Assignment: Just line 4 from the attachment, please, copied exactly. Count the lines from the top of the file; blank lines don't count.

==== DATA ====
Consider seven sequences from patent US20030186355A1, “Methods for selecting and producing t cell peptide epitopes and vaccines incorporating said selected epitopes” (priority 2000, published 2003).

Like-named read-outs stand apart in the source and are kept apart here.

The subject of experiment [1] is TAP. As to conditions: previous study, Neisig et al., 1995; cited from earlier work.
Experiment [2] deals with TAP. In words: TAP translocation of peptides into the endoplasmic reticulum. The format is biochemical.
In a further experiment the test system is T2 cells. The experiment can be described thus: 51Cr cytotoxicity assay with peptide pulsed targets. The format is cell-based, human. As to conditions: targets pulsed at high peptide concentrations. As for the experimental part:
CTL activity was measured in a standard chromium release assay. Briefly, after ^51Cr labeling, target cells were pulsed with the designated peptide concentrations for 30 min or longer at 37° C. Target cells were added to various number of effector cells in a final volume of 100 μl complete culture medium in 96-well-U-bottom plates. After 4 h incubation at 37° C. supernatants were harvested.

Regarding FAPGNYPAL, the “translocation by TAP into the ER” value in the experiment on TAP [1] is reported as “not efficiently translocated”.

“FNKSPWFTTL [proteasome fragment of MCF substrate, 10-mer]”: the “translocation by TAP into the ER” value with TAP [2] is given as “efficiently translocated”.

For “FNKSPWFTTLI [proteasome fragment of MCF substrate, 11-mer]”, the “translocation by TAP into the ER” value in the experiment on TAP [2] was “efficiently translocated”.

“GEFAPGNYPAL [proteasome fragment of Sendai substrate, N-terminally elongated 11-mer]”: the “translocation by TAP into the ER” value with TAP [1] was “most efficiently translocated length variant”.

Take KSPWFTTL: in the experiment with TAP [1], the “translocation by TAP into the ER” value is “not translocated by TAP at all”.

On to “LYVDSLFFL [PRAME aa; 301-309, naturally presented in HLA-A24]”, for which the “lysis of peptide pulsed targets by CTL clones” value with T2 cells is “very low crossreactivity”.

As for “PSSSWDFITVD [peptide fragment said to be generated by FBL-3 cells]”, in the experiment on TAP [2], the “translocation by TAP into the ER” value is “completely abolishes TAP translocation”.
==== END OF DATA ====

Experiment [2] deals with TAP. In words: TAP translocation of peptides into the endoplasmic reticulum. The format is biochemical.